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Brunch can be good for you! Learn how to reap the benefits of this weekend tradition.

The Many Benefits of Brunch

June 21, 2016

You should never skip breakfast—unless of course it’s for brunch—then you should definitely skip it. Come Saturday morning, brunch takes over breakfast by stealing the “break” and dropping the “fast.” Brunch has bountiful benefits, but these are our favorites:

• Satisfy the hangry side.

As your first meal of the day, brunch is the weekend version of breakfast. That starting meal gives you brainpower, energy and can help you maintain a healthy weight. Though brunch can be a calorie fest, there are plenty of ways to pack on nutrition instead of pounds. 71% of adults are trying to eat healthier at restaurants, compared to 2 years ago. Restaurants are pleasing patrons by offering a wide variety of nutritious menu options. Seek out selections containing lean proteins, low-fat dairy and fiber-rich fruits and veggies. Use this guide to help you choose tooth and tummy pleasing plates, or, host your own healthy brunch.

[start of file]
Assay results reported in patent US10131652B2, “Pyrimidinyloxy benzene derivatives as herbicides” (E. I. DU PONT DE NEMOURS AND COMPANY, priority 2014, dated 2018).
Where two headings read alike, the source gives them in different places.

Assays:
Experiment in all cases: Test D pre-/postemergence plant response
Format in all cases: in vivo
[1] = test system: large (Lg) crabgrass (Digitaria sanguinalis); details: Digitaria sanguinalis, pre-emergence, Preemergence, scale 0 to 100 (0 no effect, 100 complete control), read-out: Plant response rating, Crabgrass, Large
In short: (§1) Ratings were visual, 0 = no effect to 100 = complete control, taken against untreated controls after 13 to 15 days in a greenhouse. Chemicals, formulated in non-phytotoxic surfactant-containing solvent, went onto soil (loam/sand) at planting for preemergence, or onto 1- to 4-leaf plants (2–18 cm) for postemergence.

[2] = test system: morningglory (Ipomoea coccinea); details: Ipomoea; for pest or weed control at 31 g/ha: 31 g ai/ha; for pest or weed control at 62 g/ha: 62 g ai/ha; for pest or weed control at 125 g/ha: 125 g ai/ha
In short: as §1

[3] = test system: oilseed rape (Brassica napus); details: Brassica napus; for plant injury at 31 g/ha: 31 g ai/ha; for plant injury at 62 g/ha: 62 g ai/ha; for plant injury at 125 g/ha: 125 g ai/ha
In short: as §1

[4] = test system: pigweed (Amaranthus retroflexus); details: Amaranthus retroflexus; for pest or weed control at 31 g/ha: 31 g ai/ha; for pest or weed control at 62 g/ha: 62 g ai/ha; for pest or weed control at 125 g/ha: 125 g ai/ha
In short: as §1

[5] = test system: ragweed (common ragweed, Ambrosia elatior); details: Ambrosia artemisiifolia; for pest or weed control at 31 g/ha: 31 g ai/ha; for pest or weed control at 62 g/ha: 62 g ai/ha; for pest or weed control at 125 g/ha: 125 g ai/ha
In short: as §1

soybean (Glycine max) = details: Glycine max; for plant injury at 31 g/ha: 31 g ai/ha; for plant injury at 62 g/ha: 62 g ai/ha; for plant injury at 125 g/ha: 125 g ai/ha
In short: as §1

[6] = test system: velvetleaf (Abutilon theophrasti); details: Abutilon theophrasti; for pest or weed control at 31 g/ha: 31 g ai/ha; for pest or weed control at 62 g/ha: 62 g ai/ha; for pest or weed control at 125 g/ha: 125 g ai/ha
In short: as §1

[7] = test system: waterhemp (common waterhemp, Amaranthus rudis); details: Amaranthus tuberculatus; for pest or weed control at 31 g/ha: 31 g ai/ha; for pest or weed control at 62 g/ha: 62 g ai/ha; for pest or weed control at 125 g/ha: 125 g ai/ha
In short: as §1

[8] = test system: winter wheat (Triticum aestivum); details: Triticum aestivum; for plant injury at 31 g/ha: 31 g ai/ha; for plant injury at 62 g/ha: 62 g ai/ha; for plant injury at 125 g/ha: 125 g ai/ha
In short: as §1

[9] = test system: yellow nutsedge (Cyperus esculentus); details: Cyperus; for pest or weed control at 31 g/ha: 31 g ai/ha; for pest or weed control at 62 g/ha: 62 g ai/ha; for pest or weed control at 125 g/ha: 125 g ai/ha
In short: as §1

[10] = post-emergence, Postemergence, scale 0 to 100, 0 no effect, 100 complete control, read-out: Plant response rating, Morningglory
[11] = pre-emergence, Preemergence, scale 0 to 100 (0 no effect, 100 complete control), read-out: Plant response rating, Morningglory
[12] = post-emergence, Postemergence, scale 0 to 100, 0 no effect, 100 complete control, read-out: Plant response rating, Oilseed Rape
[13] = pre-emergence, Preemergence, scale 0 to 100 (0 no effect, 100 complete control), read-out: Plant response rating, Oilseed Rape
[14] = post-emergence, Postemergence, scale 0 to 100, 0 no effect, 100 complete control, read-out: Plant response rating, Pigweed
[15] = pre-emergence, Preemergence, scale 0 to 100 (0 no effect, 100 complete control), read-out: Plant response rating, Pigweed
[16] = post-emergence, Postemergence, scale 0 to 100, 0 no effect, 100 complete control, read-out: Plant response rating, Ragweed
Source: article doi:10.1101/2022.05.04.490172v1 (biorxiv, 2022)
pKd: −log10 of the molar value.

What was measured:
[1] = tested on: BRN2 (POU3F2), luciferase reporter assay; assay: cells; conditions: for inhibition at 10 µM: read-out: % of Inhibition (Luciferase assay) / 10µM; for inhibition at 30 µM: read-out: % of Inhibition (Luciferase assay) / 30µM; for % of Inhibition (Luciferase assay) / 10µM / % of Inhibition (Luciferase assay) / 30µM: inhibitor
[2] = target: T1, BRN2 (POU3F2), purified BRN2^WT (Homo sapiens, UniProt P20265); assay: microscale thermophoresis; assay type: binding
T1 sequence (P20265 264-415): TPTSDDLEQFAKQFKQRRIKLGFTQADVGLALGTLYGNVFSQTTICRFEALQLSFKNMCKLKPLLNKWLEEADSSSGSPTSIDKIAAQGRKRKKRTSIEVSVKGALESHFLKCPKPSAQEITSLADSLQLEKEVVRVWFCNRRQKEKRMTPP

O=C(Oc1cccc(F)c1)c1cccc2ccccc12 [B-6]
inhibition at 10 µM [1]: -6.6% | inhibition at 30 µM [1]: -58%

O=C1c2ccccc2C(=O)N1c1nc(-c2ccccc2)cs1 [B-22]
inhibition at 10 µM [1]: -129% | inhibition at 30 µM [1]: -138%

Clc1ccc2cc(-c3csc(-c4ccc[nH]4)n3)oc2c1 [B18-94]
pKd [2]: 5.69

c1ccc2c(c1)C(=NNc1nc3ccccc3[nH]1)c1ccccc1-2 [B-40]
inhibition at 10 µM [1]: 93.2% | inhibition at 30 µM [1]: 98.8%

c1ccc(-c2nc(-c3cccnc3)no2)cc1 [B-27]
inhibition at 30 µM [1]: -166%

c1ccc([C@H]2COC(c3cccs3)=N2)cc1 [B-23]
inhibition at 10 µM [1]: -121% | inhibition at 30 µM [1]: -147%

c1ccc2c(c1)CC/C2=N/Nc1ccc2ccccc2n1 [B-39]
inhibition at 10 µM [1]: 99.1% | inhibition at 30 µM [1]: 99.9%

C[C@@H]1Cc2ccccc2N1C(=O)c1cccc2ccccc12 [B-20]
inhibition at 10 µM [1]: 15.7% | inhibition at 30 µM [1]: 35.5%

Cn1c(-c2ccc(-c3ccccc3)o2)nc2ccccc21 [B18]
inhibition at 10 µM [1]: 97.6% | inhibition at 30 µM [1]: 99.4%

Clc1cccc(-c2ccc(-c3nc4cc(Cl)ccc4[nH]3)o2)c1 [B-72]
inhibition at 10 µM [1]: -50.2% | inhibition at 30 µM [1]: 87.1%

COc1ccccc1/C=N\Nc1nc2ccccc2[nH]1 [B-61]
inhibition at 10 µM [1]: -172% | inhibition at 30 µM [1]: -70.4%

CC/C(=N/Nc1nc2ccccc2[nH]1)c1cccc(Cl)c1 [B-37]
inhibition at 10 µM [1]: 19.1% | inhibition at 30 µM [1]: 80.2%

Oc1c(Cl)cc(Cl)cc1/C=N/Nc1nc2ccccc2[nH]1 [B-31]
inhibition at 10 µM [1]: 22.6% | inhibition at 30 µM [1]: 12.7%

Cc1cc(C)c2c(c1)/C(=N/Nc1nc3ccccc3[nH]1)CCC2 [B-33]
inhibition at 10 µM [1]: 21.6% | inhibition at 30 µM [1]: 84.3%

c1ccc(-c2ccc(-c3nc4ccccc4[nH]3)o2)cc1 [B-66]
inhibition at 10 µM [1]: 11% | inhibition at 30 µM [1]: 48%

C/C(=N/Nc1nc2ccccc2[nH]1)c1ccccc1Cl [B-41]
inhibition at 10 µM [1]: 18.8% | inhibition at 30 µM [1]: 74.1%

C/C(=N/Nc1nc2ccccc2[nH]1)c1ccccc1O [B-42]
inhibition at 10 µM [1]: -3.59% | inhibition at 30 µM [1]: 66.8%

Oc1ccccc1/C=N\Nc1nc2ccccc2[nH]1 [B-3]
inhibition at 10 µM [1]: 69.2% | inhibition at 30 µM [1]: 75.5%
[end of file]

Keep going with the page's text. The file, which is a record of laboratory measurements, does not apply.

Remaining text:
• Sleep now, eat later.

If you (and hopefully your kids) sleep-in on weekends, you may miss the stereotypical “most important meal of the day.” Keep calm and snooze on, because your mind, body and smile need it. Next to smoking, “lack of sleep” is the leading lifestyle factor contributing to periodontal disease. And after a good night’s sleep, you’re more likely to make healthy food choices.

• Sun’s out, workout.

Why drive when you can walk to and from your midday meal? Walking before and after meals stimulates your metabolism and promotes weight loss. And the sun’s rays can make your smile shine, thanks to vitamin D. Vitamin D is a hormone that helps absorb calcium and phosphorus—2 minerals crucial for bone and teeth health. 

• Take time to socialize.

Eating Greek yogurt on the couch doesn’t get us as giddy as meeting our best friends for brunch. Social interaction keeps your brain active (especially when you discuss the latest Scandal episode). Bonus: People who expand their social circle as they age have higher IQs and live longer than those with minimal social interactions.

Brunch the right way and make each outing a treat for teeth, body and mind.

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